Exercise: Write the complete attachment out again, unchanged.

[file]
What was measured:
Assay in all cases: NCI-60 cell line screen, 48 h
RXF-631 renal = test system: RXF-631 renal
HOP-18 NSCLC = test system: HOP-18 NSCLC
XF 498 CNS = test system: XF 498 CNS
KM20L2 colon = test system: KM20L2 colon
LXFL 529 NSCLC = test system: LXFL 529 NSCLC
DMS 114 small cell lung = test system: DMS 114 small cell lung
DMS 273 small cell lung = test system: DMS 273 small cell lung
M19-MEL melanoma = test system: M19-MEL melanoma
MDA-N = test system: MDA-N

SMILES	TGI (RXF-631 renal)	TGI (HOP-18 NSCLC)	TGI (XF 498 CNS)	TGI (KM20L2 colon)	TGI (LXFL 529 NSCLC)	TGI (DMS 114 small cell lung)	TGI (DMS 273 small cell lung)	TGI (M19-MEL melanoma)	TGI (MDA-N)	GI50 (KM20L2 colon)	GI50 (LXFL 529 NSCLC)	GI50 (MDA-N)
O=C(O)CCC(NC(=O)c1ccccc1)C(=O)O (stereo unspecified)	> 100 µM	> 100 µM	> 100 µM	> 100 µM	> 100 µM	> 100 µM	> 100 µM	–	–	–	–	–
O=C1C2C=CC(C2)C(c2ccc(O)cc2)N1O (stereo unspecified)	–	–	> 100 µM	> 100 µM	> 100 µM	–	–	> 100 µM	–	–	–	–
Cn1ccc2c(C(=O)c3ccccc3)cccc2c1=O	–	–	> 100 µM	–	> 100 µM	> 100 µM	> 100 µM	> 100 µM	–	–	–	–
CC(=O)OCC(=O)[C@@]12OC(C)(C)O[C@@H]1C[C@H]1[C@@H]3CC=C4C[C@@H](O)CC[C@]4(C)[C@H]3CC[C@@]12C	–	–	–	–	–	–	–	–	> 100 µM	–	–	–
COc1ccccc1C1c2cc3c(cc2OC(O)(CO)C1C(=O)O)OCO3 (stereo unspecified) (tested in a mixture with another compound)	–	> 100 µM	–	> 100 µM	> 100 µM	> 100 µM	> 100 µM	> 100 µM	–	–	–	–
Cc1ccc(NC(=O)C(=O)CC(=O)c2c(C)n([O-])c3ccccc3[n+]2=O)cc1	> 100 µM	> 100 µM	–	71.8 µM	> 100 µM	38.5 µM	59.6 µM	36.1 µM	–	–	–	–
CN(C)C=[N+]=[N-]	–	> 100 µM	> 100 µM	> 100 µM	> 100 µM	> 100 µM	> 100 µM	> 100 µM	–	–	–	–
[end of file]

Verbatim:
What was measured:
Assay in all cases: NCI-60 cell line screen, 48 h
RXF-631 renal = test system: RXF-631 renal
HOP-18 NSCLC = test system: HOP-18 NSCLC
XF 498 CNS = test system: XF 498 CNS
KM20L2 colon = test system: KM20L2 colon
LXFL 529 NSCLC = test system: LXFL 529 NSCLC
DMS 114 small cell lung = test system: DMS 114 small cell lung
DMS 273 small cell lung = test system: DMS 273 small cell lung
M19-MEL melanoma = test system: M19-MEL melanoma
MDA-N = test system: MDA-N

SMILES	TGI (RXF-631 renal)	TGI (HOP-18 NSCLC)	TGI (XF 498 CNS)	TGI (KM20L2 colon)	TGI (LXFL 529 NSCLC)	TGI (DMS 114 small cell lung)	TGI (DMS 273 small cell lung)	TGI (M19-MEL melanoma)	TGI (MDA-N)	GI50 (KM20L2 colon)	GI50 (LXFL 529 NSCLC)	GI50 (MDA-N)
O=C(O)CCC(NC(=O)c1ccccc1)C(=O)O (stereo unspecified)	> 100 µM	> 100 µM	> 100 µM	> 100 µM	> 100 µM	> 100 µM	> 100 µM	–	–	–	–	–
O=C1C2C=CC(C2)C(c2ccc(O)cc2)N1O (stereo unspecified)	–	–	> 100 µM	> 100 µM	> 100 µM	–	–	> 100 µM	–	–	–	–
Cn1ccc2c(C(=O)c3ccccc3)cccc2c1=O	–	–	> 100 µM	–	> 100 µM	> 100 µM	> 100 µM	> 100 µM	–	–	–	–
CC(=O)OCC(=O)[C@@]12OC(C)(C)O[C@@H]1C[C@H]1[C@@H]3CC=C4C[C@@H](O)CC[C@]4(C)[C@H]3CC[C@@]12C	–	–	–	–	–	–	–	–	> 100 µM	–	–	–
COc1ccccc1C1c2cc3c(cc2OC(O)(CO)C1C(=O)O)OCO3 (stereo unspecified) (tested in a mixture with another compound)	–	> 100 µM	–	> 100 µM	> 100 µM	> 100 µM	> 100 µM	> 100 µM	–	–	–	–
Cc1ccc(NC(=O)C(=O)CC(=O)c2c(C)n([O-])c3ccccc3[n+]2=O)cc1	> 100 µM	> 100 µM	–	71.8 µM	> 100 µM	38.5 µM	59.6 µM	36.1 µM	–	–	–	–
CN(C)C=[N+]=[N-]	–	> 100 µM	> 100 µM	> 100 µM	> 100 µM	> 100 µM	> 100 µM	> 100 µM	–	–	–	–